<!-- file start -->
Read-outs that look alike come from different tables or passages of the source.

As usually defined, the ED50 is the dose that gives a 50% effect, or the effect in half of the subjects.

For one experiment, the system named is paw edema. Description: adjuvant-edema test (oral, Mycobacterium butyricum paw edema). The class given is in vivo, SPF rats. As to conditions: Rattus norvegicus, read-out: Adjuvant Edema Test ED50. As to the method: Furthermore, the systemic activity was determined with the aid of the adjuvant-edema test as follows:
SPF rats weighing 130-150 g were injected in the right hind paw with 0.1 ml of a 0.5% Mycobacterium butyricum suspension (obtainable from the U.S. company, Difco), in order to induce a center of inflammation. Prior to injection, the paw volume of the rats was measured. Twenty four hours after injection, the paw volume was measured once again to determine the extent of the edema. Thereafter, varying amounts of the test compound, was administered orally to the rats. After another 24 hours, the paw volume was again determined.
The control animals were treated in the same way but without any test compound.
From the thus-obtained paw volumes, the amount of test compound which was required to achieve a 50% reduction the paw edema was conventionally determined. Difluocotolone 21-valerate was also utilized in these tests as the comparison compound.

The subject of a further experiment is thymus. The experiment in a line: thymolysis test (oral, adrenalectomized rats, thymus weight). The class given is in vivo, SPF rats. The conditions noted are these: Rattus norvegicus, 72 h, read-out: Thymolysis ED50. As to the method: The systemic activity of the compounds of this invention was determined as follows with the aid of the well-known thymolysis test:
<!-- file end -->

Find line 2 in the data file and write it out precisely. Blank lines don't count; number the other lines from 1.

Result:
As usually defined, the ED50 is the dose that gives a 50% effect, or the effect in half of the subjects.